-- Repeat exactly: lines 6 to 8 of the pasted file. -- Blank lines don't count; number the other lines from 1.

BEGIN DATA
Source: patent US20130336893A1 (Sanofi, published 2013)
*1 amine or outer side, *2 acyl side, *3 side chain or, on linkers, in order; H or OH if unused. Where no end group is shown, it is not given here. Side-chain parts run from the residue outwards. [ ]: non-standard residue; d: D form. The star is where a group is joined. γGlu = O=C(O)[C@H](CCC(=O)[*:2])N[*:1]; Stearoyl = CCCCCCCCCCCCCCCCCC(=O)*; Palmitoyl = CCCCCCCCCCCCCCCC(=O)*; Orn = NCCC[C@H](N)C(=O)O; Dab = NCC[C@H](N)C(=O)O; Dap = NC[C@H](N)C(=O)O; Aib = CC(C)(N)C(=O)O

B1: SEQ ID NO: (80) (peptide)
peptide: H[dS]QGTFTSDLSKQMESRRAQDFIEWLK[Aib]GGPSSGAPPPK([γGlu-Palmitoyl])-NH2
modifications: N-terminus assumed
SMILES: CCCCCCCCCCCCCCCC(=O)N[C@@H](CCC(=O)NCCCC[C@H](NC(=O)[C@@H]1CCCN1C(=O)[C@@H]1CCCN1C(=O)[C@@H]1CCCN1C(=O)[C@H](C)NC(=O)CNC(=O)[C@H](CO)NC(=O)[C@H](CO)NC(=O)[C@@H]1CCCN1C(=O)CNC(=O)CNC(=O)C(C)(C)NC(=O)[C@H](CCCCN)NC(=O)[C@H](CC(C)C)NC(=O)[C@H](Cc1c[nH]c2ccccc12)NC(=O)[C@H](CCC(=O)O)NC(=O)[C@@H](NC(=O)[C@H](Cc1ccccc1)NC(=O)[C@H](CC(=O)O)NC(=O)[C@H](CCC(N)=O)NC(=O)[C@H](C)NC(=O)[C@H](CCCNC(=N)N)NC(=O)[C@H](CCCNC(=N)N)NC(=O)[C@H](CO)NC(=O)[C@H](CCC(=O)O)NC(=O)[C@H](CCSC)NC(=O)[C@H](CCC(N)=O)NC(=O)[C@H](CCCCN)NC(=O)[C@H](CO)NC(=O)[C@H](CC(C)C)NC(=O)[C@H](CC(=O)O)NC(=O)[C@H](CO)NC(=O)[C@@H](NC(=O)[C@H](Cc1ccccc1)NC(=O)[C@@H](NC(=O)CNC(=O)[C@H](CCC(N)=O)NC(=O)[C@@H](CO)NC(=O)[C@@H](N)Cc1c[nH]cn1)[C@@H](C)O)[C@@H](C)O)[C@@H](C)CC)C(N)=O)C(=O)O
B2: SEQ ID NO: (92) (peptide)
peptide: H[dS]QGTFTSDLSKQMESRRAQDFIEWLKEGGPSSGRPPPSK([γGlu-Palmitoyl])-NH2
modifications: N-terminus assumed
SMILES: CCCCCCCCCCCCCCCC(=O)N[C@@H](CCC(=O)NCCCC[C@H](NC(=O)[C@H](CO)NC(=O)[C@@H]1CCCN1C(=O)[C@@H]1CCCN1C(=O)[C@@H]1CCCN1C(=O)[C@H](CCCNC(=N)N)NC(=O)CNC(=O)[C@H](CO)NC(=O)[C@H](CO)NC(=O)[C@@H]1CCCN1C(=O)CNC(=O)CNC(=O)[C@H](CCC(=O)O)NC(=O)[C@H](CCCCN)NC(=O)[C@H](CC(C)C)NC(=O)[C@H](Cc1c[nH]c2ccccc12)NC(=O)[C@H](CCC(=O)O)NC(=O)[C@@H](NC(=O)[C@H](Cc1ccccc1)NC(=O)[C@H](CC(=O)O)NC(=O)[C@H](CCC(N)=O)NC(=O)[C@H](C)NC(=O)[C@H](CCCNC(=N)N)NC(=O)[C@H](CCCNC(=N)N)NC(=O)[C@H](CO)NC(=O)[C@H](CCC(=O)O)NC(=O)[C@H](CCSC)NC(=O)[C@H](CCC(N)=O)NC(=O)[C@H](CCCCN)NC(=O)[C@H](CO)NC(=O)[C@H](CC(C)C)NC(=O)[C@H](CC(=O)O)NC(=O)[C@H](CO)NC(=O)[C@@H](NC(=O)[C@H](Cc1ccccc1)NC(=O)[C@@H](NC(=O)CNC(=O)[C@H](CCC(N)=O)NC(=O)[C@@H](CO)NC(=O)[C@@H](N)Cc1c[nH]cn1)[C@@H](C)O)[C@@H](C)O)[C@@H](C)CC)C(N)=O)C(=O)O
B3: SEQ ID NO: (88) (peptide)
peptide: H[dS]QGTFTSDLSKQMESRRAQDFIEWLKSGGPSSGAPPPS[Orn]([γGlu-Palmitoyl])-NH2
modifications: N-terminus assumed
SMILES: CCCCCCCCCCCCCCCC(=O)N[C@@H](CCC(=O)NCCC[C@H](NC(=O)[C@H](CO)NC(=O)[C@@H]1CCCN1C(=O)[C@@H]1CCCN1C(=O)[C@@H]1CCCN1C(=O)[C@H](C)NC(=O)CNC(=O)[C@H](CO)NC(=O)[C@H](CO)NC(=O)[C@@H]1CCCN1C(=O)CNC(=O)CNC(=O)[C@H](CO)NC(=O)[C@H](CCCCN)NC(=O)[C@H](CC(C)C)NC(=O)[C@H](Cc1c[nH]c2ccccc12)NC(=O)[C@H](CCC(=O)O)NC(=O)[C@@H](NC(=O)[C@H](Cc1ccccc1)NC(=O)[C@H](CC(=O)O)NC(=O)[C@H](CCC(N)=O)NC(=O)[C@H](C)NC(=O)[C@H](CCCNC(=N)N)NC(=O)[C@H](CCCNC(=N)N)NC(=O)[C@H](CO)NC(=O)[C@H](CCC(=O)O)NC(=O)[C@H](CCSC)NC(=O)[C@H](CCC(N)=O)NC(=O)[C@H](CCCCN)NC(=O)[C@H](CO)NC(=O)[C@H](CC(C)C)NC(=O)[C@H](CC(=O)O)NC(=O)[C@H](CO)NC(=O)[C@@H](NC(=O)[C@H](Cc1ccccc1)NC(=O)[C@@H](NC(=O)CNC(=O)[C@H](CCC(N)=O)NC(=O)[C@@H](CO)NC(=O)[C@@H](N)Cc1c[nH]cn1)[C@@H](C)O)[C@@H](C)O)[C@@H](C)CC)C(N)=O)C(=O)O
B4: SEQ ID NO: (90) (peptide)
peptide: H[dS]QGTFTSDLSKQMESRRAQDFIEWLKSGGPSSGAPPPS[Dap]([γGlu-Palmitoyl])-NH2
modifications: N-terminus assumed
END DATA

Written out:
SMILES: CCCCCCCCCCCCCCCC(=O)N[C@@H](CCC(=O)NCCCC[C@H](NC(=O)[C@@H]1CCCN1C(=O)[C@@H]1CCCN1C(=O)[C@@H]1CCCN1C(=O)[C@H](C)NC(=O)CNC(=O)[C@H](CO)NC(=O)[C@H](CO)NC(=O)[C@@H]1CCCN1C(=O)CNC(=O)CNC(=O)C(C)(C)NC(=O)[C@H](CCCCN)NC(=O)[C@H](CC(C)C)NC(=O)[C@H](Cc1c[nH]c2ccccc12)NC(=O)[C@H](CCC(=O)O)NC(=O)[C@@H](NC(=O)[C@H](Cc1ccccc1)NC(=O)[C@H](CC(=O)O)NC(=O)[C@H](CCC(N)=O)NC(=O)[C@H](C)NC(=O)[C@H](CCCNC(=N)N)NC(=O)[C@H](CCCNC(=N)N)NC(=O)[C@H](CO)NC(=O)[C@H](CCC(=O)O)NC(=O)[C@H](CCSC)NC(=O)[C@H](CCC(N)=O)NC(=O)[C@H](CCCCN)NC(=O)[C@H](CO)NC(=O)[C@H](CC(C)C)NC(=O)[C@H](CC(=O)O)NC(=O)[C@H](CO)NC(=O)[C@@H](NC(=O)[C@H](Cc1ccccc1)NC(=O)[C@@H](NC(=O)CNC(=O)[C@H](CCC(N)=O)NC(=O)[C@@H](CO)NC(=O)[C@@H](N)Cc1c[nH]cn1)[C@@H](C)O)[C@@H](C)O)[C@@H](C)CC)C(N)=O)C(=O)O
B2: SEQ ID NO: (92) (peptide)
peptide: H[dS]QGTFTSDLSKQMESRRAQDFIEWLKEGGPSSGRPPPSK([γGlu-Palmitoyl])-NH2